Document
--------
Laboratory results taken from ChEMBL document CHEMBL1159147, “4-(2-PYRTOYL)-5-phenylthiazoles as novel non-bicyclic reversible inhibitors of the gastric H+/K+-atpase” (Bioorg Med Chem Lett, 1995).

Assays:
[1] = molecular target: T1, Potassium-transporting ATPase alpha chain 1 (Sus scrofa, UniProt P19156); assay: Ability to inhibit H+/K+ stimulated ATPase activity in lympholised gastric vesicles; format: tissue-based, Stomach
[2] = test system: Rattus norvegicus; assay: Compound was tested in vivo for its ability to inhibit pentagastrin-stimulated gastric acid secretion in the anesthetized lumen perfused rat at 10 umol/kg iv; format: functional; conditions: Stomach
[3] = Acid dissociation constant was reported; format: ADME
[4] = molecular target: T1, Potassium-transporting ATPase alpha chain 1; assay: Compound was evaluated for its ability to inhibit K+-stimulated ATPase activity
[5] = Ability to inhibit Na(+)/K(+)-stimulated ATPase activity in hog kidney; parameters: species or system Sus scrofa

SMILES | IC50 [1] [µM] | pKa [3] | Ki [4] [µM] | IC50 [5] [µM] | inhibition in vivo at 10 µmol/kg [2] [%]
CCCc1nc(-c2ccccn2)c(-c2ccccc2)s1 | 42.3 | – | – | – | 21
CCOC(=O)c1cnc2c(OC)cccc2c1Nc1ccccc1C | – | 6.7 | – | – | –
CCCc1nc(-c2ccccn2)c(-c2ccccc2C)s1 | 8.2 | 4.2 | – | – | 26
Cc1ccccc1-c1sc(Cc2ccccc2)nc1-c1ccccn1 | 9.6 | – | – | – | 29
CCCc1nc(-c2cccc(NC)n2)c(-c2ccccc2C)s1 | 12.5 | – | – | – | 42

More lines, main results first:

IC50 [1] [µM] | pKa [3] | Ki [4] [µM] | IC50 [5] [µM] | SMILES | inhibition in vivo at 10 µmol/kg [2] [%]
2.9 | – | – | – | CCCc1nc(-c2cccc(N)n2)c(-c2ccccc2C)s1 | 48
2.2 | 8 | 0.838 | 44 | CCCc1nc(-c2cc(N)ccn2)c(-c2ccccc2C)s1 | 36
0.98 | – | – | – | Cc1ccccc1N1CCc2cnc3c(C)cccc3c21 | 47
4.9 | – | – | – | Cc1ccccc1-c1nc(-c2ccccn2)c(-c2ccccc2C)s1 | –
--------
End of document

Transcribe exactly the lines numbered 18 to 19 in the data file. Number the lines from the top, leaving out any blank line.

0.98 | – | – | – | Cc1ccccc1N1CCc2cnc3c(C)cccc3c21 | 47
4.9 | – | – | – | Cc1ccccc1-c1nc(-c2ccccn2)c(-c2ccccc2C)s1 | –